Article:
I’m the Collections Development trainee at Glasgow City Archives. I studied history at the University of Glasgow and completed a PhD in Scottish charitable history. I spent a lot of this time doing research in archives and I loved the sense of discovery that comes from exploring a collection. After I graduated I decided not to continue in academia and began working in a public library and volunteering as a guide at the National Museum of Scotland.
I have always been interested in archives and volunteered there as a teenager. The traineeship is a really great opportunity and without it I would not have been able to gain work experience in the sector. The training and support available is invaluable, as is the opportunity to study for a module on outreach at the University of Dundee.
My role involves scoping out what the archives hold to highlight areas of particular strength but also to show areas that need to be further developed. This will inform how the archives collect material in the future, enabling archivists to prioritise and identify particular groups and themes. My work will also involve looking at the archives’ relationship with depositors and the best use of storage space.
It is particularly exciting because collections development is a relatively new idea in archives and Glasgow City Archives is the only collection in Scotland undertaking this type of project. The size and breadth of collections held by Glasgow City Archives make it a very interesting and stimulating project.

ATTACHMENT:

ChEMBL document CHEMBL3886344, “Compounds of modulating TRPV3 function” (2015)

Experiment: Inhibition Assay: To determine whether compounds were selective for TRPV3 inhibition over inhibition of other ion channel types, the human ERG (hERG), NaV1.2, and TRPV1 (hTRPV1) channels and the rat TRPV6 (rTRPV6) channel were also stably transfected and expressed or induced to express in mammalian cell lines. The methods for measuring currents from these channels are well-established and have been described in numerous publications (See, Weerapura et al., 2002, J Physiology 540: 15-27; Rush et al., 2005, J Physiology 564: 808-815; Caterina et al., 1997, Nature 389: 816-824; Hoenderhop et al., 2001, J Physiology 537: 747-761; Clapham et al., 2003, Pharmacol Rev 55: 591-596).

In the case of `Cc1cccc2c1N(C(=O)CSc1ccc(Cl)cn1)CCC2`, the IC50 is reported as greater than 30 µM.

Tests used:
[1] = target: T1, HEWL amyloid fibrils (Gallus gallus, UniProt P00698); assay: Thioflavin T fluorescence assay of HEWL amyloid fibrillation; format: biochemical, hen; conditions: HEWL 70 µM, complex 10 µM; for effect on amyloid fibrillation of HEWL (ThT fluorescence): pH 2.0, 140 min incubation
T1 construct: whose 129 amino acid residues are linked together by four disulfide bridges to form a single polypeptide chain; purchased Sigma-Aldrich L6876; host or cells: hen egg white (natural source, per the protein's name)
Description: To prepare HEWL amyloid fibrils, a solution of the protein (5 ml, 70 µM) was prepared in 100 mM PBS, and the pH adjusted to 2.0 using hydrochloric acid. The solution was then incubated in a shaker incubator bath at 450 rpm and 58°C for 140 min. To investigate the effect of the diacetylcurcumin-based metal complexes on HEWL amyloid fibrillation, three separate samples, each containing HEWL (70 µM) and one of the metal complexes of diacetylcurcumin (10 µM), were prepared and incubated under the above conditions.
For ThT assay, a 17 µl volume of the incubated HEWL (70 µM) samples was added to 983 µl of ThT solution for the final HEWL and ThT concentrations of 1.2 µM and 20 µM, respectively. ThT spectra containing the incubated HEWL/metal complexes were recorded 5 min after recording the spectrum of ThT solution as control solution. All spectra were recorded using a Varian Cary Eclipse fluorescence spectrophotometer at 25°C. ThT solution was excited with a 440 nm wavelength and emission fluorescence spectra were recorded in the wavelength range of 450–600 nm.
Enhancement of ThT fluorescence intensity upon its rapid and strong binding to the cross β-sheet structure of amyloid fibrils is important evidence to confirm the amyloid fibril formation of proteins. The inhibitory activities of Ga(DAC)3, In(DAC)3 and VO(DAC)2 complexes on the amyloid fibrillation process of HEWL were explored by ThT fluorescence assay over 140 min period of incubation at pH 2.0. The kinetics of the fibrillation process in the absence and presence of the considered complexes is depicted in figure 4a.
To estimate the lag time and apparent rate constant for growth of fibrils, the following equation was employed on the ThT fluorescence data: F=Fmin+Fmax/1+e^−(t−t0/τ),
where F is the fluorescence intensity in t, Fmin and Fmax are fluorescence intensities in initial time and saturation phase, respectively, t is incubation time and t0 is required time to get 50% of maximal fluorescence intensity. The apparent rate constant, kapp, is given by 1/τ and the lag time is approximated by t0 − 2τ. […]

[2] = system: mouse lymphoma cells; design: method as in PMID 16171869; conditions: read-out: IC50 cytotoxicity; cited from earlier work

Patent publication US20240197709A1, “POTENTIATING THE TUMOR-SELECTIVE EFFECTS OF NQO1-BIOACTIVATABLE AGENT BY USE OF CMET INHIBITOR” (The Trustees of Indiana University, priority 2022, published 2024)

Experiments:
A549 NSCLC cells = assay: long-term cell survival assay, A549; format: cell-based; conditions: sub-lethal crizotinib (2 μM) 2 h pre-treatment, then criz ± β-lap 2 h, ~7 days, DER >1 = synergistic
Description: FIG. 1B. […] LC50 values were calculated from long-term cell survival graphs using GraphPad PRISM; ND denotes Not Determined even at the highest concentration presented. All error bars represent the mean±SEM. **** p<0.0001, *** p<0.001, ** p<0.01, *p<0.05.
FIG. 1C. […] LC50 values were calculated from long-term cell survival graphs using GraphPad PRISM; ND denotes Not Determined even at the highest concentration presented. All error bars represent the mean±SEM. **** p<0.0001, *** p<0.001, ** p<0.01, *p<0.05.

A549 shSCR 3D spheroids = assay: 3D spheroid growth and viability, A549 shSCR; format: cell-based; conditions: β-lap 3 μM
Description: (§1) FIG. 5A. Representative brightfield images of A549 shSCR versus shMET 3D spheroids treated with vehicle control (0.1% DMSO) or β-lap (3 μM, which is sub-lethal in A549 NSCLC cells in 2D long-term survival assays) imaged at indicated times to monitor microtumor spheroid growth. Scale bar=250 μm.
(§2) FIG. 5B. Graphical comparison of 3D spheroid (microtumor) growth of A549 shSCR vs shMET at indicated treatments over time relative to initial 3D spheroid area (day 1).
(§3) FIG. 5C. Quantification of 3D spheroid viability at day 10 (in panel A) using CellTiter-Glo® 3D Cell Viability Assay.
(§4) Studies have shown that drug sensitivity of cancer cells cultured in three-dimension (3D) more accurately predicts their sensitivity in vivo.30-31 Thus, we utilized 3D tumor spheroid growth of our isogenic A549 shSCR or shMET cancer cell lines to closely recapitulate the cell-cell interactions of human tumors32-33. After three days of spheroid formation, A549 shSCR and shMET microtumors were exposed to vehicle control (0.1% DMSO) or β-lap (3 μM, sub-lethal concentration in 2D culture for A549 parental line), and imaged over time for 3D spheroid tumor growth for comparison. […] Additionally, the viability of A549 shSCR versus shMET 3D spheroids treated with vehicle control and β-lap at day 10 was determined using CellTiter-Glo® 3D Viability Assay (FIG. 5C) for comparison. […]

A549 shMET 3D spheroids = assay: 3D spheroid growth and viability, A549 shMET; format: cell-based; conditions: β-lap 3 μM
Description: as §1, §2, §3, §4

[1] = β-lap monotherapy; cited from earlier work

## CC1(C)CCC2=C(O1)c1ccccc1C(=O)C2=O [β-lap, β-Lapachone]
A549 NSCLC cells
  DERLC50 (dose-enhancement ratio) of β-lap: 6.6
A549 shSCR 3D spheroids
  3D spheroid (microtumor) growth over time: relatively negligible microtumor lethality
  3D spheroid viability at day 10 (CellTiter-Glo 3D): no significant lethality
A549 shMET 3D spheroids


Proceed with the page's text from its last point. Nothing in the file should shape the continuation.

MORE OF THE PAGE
About Glasgow City Archives
Glasgow City Archives serves to collect, preserve and provide access to the historical records for the city. Glasgow’s first archivist was appointed just over 50 years ago, in 1964. Since then, as well as the official records from Glasgow City Council, the collections have expanded to include records from private individuals, families and organisations based in or around Glasgow.
The collections include: Glasgow architectural plans dating from 1885 (ranging from tenements to council schemes to designs from Charles Rennie Mackintosh); records from over 300 Glasgow schools; over a million poor relief applications from Glasgow, Govan and parishes within Strathclyde; kirk session records for the Church of Scotland churches within the Presbytery of Glasgow, Episcopal Churches, Methodists, Baptists, and other denominations; personal and estate records from the Maxwells of Pollok and Smiths of Jordanhill families and others; business records from Fairfield Shipbuilding & Engineering Co Ltd, MacFarlane Engineering Co Ltd and Mitchells, Johnston & Co solicitors, among others.
In 1975 the creation of Strathclyde Regional Council led to the inclusion of the records from councils such as Lanarkshire, Dunbartonshire and Renfrewshire (the majority of which we still hold despite the disbanding of Strathclyde Regional Council in 1996). We are the largest local authority archive in Scotland, with around 30,000 linear metres of records. As well as dealing with remote enquiries from all over the world, the archivists supervise a busy public searchroom, host various events and contribute to social media.